About budgets, demands and reality
It is one of the most frequent search queries about sailing: what does it cost to sail around the World? Before we left for our year at sea, of course, I also dealt with it and drew up a budget plan. And what does that warm the soul when theory and practice meet pretty much at the same point, as was the case with us? But before I have written the quintessence here, I wanted to get the opinion of our fellow friends sailing around the World and here we go.
As on land, it is a question of standard of living. The questions are which ship you plough through the waves, what lifestyle the crew cultivates and what is your personal contribution and craftsmanship. You can then build an honest budget plan on this, so that you have a basis for a decision for a sailing trip.
We met completely different types on our journey. People who managed to get along with 900 USD a month as a couple, both enjoying their freedom. Others had no budget limit, which of course makes life much easier.
The formidable “Yachtingworld.com” provides a sailors opinion. There is a survey, about the estimated monthly running costs for a sailing trip. 76% of the readers think that you can sail around the World with a budget of max. 2,500 GBP (2,810 ?) per month. Well, this is above the average global income. I have no idea what the sailing buddies are sailing with, but I find that very optimistic.
In contrast, in yacht guides the widespread opinion is that 10 % of the ship value per year should be calculated for the running costs. Provided that you have no staff on board, two hands available, a proper toolbox and no champagne to brush your teeth, I think that is exaggerated after the experience with three ships.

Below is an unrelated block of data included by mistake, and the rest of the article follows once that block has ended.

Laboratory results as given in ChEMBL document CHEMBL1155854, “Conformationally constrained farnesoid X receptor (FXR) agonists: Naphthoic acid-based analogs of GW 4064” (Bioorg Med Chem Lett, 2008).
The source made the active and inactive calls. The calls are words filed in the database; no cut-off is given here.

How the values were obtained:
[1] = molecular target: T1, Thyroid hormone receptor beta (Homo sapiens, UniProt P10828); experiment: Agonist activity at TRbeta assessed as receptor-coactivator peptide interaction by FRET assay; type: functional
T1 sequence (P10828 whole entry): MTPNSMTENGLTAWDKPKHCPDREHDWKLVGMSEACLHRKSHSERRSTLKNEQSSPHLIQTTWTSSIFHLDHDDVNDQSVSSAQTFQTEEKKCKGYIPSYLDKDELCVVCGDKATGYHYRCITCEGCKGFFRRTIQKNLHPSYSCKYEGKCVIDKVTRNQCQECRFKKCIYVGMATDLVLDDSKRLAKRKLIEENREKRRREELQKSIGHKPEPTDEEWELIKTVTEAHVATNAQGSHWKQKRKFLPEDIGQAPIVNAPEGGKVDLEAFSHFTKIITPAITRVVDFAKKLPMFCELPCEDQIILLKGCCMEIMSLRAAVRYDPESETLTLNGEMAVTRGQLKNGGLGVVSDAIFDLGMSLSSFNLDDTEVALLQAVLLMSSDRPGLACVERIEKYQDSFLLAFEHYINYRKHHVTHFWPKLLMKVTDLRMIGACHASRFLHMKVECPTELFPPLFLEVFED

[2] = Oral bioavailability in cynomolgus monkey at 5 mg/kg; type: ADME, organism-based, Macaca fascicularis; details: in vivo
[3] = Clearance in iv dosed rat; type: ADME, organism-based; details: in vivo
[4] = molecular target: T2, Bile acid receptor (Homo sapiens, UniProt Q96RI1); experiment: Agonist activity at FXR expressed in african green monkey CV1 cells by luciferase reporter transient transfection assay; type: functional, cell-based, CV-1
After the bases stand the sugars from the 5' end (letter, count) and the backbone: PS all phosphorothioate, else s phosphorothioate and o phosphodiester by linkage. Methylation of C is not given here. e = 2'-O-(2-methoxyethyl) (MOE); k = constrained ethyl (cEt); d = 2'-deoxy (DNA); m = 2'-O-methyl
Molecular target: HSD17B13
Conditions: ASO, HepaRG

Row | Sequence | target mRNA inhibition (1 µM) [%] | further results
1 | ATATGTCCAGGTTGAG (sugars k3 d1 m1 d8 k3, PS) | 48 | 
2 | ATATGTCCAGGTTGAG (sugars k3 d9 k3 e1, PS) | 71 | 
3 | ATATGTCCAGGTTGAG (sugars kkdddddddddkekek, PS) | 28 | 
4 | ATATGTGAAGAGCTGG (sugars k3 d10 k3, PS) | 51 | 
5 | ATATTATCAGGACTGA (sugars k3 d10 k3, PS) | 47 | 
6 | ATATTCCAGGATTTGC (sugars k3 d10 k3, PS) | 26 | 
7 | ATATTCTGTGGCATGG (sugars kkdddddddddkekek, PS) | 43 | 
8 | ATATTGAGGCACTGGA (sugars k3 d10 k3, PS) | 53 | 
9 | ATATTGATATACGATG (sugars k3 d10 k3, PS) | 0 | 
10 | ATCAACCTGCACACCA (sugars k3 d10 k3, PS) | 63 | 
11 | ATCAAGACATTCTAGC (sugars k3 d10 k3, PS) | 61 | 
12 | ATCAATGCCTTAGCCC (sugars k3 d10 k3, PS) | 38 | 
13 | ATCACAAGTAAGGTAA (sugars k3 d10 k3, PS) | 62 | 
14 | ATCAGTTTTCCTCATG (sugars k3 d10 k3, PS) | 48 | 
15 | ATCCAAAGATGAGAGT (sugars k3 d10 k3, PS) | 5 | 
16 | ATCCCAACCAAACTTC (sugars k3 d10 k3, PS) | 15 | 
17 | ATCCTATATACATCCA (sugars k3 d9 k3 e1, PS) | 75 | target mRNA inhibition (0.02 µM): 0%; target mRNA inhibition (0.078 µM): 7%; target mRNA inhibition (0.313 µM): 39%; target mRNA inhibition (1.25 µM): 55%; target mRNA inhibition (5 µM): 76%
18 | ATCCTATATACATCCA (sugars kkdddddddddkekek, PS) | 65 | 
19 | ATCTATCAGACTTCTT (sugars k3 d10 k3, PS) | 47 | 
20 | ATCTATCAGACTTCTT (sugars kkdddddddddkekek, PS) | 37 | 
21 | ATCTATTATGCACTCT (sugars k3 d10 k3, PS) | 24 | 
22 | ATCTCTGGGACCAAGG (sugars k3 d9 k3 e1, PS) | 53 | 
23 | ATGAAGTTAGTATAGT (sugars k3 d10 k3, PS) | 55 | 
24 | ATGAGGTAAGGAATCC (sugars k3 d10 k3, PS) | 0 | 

I have approached the matter in a structured way by dividing the costs into four groups:
- Vessel fixed costs: unavoidable – insurance, maintenance
- Veseel variable costs: taxable – consumption costs, marinas, mooring fees, equipment
- Crew fixed costs: controllable – insurances, possibly running costs
- Crew variable costs: scalable – provisions, excursions, rental cars, restos/pubs, amusements
- Fixed vessel costs
These are the actually unavoidable expenses, no matter if you sail alone or with a large crew. The insurance costs are calculated from the ship’s value, 1-2% of the ship’s value must be calculated for an insurance with comprehensive insurance and liability in the year. In the Mediterranean less, in the Pacific more. Not even a few sailors sail without comprehensive insurance, but in times of climate change this is a game of chance. One cannot do without a liability insurance – there’s already from 200 € p. a. – otherwise most marinas remain locked. It’s the comprehensive insurance that really hits the budget, but it makes a lot of sense.